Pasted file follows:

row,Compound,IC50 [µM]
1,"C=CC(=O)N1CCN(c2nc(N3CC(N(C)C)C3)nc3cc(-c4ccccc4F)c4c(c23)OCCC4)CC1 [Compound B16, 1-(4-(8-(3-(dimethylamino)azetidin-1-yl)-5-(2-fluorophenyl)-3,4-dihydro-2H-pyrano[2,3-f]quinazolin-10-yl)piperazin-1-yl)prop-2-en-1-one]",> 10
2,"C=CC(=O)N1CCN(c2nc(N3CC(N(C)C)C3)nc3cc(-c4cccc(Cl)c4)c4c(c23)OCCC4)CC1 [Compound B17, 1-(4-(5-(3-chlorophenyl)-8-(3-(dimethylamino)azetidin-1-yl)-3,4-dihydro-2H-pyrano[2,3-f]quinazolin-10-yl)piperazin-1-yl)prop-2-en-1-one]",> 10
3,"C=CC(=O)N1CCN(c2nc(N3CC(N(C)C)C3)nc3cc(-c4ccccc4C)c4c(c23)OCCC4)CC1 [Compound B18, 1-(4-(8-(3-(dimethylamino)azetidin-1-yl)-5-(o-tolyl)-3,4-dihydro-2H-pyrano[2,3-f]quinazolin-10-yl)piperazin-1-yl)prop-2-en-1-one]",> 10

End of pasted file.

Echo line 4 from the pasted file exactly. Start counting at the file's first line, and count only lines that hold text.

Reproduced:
3,"C=CC(=O)N1CCN(c2nc(N3CC(N(C)C)C3)nc3cc(-c4ccccc4C)c4c(c23)OCCC4)CC1 [Compound B18, 1-(4-(8-(3-(dimethylamino)azetidin-1-yl)-5-(o-tolyl)-3,4-dihydro-2H-pyrano[2,3-f]quinazolin-10-yl)piperazin-1-yl)prop-2-en-1-one]",> 10